I digress. Anyhoo, I became a relatively good cook in my own right. At one time I even ran a small vegetarian deli and made a vegan entree, soup, and dessert every day, along with the cold salads and sandwiches we provided. That was a long time ago. Even with the vegetarian cooking, I'm out of practice. Lately I eat a lot of broccoli. Salads. Avocados. Let's be honest- scrambled eggs make up a large portion of my diet. Blah. Sometimes I go crazy! and eat all the snacks I can buy at the Circle K!! Snacks are delicious!! They make them in all the flavors!!!! For the past few years I chalked up my cooking ennui to a work related exhaustion. I am a waitress. I worked something like 50- 65 hours in restaurants hustling food. Doing my best to soft shoe shimmy those specials out the kitchen and into mouths. Food filled my brain, my words, my clothes (there's nothing better than discovering that you have been wearing whipped cream under your boob for 10 hours), my eyes.... Last thing I wanted to do was dirty up a bunch of pots and pans just to feed myself.
       Then my main job, the restaurant I had given my heart and mind to for the past six years, closed. Suddenly. I mean, there were all the signs, it wasn't like we'd gotten paid in a while or anything, but I somehow thought we'd pull out of it. Or maybe I didn't have time to think, I was working a lot. A few months before it closed however, something lovely happened. I fell in love with one of my coworkers. We'd worked together for years, I hired the man for god's sake (don't you judge me). It was one of those bolt out of the blue, chick flick, rom-com ridiculous things where all of a sudden that guy, my buddy, was the most beautiful thing I'd ever seen. All he had to do was kiss me at the employee Christmas party. (Seriously, even as you are puking in your own mouth don't you fucking judge me.) Next thing you know we are both unemployed (actually, I have a part time job at a darling little cafe, but it doesn't pay the bills) and living together. Life is a hoot, am I right? I'm right.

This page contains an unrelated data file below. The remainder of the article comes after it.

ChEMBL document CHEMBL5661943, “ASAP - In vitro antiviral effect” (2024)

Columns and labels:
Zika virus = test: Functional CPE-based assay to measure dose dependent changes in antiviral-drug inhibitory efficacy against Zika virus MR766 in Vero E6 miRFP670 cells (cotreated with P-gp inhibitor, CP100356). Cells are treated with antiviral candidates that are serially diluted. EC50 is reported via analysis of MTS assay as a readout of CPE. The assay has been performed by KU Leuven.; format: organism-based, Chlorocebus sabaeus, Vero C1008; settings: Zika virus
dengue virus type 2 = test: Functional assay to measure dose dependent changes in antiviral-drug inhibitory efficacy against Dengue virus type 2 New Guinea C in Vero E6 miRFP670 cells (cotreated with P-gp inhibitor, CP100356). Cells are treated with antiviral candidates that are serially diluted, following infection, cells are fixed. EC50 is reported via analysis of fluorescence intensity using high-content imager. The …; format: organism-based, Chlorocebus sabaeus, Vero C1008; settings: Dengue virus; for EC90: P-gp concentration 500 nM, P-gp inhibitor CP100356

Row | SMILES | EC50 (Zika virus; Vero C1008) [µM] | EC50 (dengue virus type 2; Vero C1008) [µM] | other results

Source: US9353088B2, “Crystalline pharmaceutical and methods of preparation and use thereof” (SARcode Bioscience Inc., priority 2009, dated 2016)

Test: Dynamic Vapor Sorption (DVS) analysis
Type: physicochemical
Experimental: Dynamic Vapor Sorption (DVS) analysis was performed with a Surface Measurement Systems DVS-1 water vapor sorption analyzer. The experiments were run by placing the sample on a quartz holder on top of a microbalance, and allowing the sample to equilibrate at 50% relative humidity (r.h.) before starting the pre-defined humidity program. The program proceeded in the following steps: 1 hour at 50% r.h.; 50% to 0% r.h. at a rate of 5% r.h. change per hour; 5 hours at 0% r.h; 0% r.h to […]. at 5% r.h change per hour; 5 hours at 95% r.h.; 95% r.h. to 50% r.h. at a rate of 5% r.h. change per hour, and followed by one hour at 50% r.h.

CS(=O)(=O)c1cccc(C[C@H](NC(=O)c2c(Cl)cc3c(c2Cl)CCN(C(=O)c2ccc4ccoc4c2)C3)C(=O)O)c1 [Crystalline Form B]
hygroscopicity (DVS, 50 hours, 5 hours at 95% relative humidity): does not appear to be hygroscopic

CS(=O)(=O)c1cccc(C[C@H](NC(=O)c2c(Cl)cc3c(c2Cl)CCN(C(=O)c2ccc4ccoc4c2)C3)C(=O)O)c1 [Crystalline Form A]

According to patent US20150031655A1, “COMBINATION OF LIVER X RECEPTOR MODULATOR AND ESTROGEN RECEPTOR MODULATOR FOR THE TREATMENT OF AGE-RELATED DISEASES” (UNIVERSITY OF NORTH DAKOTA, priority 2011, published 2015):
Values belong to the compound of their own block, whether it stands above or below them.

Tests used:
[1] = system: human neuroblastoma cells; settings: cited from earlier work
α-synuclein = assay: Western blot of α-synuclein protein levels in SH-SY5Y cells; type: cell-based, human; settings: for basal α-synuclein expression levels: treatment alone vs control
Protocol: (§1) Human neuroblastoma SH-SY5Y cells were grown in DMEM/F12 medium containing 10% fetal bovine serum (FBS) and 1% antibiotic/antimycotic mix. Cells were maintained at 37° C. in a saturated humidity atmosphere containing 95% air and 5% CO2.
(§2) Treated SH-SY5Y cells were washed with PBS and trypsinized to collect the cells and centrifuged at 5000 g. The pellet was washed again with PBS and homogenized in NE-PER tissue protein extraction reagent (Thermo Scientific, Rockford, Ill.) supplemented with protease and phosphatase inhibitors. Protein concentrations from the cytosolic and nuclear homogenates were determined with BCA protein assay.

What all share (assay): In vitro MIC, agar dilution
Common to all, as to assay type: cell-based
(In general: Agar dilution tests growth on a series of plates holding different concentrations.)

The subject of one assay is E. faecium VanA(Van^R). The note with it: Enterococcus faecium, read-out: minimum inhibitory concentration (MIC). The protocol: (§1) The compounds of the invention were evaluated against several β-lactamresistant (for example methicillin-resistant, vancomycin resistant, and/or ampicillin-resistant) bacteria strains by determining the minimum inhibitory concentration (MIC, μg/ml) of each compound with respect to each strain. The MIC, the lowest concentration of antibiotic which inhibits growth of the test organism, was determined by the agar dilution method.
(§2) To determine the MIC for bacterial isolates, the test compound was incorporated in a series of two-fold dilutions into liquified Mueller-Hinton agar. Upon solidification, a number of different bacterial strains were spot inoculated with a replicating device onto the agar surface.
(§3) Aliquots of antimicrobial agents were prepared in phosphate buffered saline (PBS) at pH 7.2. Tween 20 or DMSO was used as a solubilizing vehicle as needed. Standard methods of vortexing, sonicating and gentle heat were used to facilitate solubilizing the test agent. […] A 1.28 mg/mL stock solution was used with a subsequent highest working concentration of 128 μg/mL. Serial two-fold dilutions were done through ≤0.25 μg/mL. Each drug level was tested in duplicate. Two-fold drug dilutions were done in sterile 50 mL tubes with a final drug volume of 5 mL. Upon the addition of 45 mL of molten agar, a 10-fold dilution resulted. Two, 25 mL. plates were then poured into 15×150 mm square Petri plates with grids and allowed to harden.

My man eats meat. Mostly meat. He can live off a package of roast beef and a gallon of milk for days. When the restaurant was open he ate most of his meals there, and so there would be the occasional vegetable involved (arugula on a sandwich, asparagus alongside a ribeye), but even then more often than not he would order sides: mac n cheese, mashed potatoes, chicken tenders. I took heart when he first came to my Mama's house and ate the collard greens, fish, and pintos that she cooked. "That was the best meal I've had in a long, long time" he said, hand on belly, leaned back. "Will you make me collard greens some day?"
       "Yes," I said.
         Love makes you do crazy things, doesn't it? I've had boyfriends I yelled at because they used my pots to make pork. Now, faced with this other-thing, this beautiful rangy sweet sweet meat eating thing, all I can think is, "I want to feed you". More primal than sex, that. Perhaps.
       "Will you make me fried chicken one day?" he asked.
        "Yes," I said.
       So. I will learn to make meat. I will pull out my virginal, vegetarian pots and pans, I will reach into my primal guts, I will remember how to do what I have seen done a million times before, I will call my Mama. I will not use recipes (because that is not an adventure) but instead will go on instinct and advice. I will dirty up this damn kitchen, I will let the blood run down my arms. There will probably be tears before it's over. No matter what though, I am feeding this man. Let the adventure begin.